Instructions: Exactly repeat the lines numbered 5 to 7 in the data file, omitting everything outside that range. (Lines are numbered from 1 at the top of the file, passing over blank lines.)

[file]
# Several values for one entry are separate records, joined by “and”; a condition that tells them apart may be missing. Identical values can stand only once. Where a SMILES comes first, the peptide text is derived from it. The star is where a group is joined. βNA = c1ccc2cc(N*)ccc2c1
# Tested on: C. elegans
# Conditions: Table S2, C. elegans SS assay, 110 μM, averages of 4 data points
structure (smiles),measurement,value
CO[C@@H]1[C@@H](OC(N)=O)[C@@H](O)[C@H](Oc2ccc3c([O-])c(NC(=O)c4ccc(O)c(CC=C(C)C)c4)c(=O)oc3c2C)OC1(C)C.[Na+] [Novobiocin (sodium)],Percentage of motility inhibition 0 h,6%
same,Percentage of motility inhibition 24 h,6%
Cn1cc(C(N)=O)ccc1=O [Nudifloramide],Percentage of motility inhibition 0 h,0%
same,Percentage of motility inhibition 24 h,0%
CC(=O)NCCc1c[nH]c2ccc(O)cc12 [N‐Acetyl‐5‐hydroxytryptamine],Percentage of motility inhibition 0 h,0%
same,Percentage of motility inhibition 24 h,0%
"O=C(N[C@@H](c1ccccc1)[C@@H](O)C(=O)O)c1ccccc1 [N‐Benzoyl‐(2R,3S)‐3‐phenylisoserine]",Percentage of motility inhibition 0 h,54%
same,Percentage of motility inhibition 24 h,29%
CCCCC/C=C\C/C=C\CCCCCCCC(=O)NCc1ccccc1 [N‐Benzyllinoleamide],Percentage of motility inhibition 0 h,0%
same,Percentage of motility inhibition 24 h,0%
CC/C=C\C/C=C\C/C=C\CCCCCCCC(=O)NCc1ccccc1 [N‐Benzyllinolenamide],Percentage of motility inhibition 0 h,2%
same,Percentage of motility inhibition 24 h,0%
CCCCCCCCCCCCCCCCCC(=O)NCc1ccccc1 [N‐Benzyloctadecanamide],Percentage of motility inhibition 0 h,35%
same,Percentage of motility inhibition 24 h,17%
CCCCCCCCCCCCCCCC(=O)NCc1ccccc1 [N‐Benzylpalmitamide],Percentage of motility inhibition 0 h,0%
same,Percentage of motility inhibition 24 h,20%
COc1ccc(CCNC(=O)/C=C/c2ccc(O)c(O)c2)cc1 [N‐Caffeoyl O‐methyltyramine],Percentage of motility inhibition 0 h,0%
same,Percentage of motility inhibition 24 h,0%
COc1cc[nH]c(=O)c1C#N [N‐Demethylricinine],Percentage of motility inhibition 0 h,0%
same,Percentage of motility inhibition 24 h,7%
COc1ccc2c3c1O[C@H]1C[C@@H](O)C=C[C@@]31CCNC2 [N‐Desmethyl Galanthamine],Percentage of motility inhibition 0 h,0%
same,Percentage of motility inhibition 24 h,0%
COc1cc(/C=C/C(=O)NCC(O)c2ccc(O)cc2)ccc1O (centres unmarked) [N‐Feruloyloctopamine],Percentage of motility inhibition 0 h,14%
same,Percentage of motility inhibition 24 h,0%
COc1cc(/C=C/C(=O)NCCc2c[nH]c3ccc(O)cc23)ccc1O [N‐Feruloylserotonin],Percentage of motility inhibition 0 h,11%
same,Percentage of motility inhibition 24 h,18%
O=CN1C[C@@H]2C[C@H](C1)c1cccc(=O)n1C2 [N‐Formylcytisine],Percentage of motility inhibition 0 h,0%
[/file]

CO[C@@H]1[C@@H](OC(N)=O)[C@@H](O)[C@H](Oc2ccc3c([O-])c(NC(=O)c4ccc(O)c(CC=C(C)C)c4)c(=O)oc3c2C)OC1(C)C.[Na+] [Novobiocin (sodium)],Percentage of motility inhibition 0 h,6%
same,Percentage of motility inhibition 24 h,6%
Cn1cc(C(N)=O)ccc1=O [Nudifloramide],Percentage of motility inhibition 0 h,0%